Feed Your Collie Right
Customized nutrition is the foundation for your dog's health.
Karla S. Rugh, D.V.M., Ph.D
Page 4 of 7
Bones--if they're not finely ground--can damage your Collies teeth and gastrointestinal tract. Youngsters and Oldsters Collie puppies have different nutritional needs than adults, especially when it comes to protein, energy and the calcium-phosphorus balance. Protein is especially important for puppies because its essential for muscle and bone growth. Dry puppy foods usually contain about 25 to 35 percent more protein than adult maintenance foods. Puppies also need lots of energy, but letting your Collie puppy eat as much as it can stuff down will quickly make it overweight, and may lead to some serious health problems.
For example, excessive weight may cause your puppys skeleton to develop improperly. Overfeeding may also play a role in the development of hip dysplasia (malformation of the hip joint, which leads to arthritis) and panosteitis (a painful inflammation of the leg bones).
Other obesity-related health problems are discussed in the following section. Puppies also differ from adult dogs in their requirement for calcium and phosphorus--minerals required for proper skeletal development and growth. You don't need to worry about your Collie puppys calcium and phosphorus intake as long as you feed a completely balanced puppy food, because these foods are formulated to provide the appropriate amounts. Puppies have small stomachs and high metabolic rates, so they need to eat several times a day in order to consume adequate amounts of nutrients. Puppies less than 3 months old should be fed at least four times a day. Puppies 3 to 5 months old should be fed three times a day.
Puppies 6 months of age and older can be fed on an adult schedule of two meals a day. The nutritional needs of senior Collies are affected by age-related changes in the bodys function and by health problems, if present. Maintaining proper body condition--neither too fat nor too thin--is a primary concern, as it is at every age. Dogs often gain weight as they age because their metabolism slows down and they become less active. Obesity can result if the diet is not adjusted to compensate for these changes. Most senior foods have less fat and fewer calories than food formulated for younger dogs. Many contain added fiber, which adds bulk without increasing calories.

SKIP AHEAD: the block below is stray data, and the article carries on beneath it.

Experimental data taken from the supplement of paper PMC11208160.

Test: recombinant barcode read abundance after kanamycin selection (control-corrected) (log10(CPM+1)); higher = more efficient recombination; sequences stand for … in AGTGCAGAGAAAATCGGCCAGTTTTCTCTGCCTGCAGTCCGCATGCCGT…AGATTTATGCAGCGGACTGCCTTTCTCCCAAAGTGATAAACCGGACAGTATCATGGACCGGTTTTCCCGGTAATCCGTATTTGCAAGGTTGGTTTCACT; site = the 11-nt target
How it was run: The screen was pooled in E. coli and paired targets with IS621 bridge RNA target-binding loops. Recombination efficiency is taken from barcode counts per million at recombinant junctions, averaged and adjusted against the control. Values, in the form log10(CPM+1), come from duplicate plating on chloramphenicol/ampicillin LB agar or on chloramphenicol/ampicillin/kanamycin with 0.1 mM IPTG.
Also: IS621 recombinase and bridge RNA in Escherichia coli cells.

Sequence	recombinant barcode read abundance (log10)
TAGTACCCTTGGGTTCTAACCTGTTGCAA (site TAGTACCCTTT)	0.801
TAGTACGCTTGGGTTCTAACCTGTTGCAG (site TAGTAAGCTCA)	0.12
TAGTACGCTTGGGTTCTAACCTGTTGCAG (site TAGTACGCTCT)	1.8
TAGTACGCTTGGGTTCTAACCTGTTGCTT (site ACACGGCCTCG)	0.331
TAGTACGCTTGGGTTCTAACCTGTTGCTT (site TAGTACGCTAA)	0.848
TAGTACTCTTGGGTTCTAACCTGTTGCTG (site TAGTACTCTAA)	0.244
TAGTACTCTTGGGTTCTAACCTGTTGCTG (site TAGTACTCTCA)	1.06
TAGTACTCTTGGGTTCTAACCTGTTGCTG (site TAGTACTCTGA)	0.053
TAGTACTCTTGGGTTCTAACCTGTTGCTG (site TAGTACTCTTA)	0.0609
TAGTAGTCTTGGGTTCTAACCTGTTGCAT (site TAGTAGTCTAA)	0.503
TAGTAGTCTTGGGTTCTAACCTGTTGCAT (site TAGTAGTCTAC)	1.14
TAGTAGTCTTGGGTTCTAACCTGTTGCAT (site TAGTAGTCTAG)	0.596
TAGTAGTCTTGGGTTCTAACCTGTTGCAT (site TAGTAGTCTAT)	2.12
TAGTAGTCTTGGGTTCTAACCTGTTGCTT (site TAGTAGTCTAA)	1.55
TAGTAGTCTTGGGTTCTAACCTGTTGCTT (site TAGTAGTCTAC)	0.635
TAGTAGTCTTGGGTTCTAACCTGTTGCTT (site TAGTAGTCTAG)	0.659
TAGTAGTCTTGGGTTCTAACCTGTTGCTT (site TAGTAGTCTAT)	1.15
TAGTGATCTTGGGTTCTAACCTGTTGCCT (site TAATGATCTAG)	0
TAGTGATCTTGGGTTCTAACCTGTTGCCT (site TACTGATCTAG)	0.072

Not all senior dogs are overweight. Some dogs--especially active ones--maintain near-optimal body condition well into their senior years. Others lose weight as they age. Weight loss in senior dogs may be caused by decreased food intake, which often occurs with chronic health problems, such as dental disorders, diabetes, cancer, heart or kidney disease, and many others. Some older dogs don't want to eat because their senses of smell and taste are less acute.
Others eat seemingly adequate quantities of food, but lose weight because they can't digest food or absorb nutrients efficiently. Underweight seniors benefit from foods with added levels of high-quality fat to increase palatability and boost energy content. The ability to metabolize protein decreases with age, so senior dogs--even healthy ones--need up to 50 percent more protein than younger adults. Inadequate protein intake can cause muscle wasting, weakness and immune system impairment. To prevent protein deficiencies, most senior foods have protein levels that are as high as those in puppy foods.
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